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AirAsia India defers Delhi operations, expects break-even by May-June

AirAsia India chief executive Mittu Chandilya cited regulatory uncertainties as the reason for deferring its plans to fly to the national capital from February 16.

twitter-logoPTI | February 4, 2015 | Updated 15:09 IST
AirAsia India defers Delhi operations, expects break-even soon
(Photo: Reuters)

AirAsia India, the low fare airline, which had originally set a break-even deadline of November 2014, is expected to achieve the same by May-June when it hopes to introduce its sixth plane, chief executive Mittu Chandilya said in Mumbai on Tuesday.

The Bangalore-based airline also deferred its plans to fly to the national capital from February 16, citing regulatory uncertainties.

"We are already cash-flow positive. We are expecting to break even anywhere between May and June. AirAsia India will hit break-even the moment we hit the sixth plane," Chandilya told reporters on the sidelines of an industry meet organised by the industry body CAPA.

On the deferring of Delhi-entry, the executive said, "If the government relaxes the guidelines, it will allow me to restructure the flight schedules. I don't want to do a semi-soft launch in Delhi."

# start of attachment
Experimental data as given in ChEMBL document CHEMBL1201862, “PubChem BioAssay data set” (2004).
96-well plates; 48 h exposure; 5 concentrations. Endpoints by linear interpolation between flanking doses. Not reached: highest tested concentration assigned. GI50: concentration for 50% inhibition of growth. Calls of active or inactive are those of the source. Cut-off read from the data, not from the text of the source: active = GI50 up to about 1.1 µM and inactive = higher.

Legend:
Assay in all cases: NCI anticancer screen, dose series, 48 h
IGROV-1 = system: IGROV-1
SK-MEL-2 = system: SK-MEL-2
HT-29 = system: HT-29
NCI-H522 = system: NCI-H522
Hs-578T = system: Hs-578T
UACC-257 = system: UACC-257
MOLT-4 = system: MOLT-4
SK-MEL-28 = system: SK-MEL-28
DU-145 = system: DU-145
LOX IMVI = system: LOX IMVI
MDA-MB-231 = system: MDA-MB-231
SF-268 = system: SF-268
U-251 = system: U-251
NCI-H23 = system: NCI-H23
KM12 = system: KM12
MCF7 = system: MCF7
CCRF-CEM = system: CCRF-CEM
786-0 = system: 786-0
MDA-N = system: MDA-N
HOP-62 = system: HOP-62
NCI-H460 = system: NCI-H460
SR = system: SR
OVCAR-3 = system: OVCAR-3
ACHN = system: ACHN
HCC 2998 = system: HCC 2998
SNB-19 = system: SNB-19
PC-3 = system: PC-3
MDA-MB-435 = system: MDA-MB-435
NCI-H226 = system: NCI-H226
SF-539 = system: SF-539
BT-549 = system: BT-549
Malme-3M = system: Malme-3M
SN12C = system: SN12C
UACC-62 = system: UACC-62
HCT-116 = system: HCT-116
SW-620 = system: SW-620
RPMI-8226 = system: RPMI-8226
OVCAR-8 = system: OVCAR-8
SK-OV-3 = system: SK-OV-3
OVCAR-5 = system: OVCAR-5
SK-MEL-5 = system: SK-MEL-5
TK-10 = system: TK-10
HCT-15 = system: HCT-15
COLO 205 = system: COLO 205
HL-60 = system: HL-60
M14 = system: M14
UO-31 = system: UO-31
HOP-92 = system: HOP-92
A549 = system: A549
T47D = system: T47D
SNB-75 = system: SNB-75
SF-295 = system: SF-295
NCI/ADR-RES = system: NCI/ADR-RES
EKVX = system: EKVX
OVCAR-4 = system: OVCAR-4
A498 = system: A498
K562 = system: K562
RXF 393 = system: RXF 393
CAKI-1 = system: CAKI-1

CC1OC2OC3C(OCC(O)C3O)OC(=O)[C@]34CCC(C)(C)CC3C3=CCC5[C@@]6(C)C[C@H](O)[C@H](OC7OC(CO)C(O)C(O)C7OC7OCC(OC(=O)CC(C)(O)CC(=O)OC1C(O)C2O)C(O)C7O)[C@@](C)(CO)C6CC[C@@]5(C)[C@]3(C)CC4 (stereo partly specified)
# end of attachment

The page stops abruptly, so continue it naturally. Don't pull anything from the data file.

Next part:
Currently, AirAsia, the newest low-cost carrier, flies three planes and the fourth would start flying over the next three weeks, Chandilya said. As part of the plan, the airline will start inducting one aircraft every month from March.

AirAsia India is a joint venture between AirAsia Group with 49 per cent stake, Tata Sons with 30 percent and Arun Bhatia's Telestra Tradeplace holding the rest.

Chandilya admitted that the break-even deadline was pushed back owing to various external factors, but did not elaborate. He said the airline had plans to take the delivery of four more planes in 2014 itself.

We are planning to take 10 more planes in 2015. The break-even could happen fast if we start flying to the capital city, the chief executive said.

Recently, the government proposed to replace the 5/20 rule, which makes it mandatory for airlines to have five years of domestic operations and a 20-aircraft fleet to become eligible for flying international.

On this Chandilya sounded unenthused and said it would be difficult for an airline to change the schedule if the government changes international flying norms. However, he added that his airline was keen on flying international routes and it is not ideal to open a route and pulled out later to comply with a new flying strategy.

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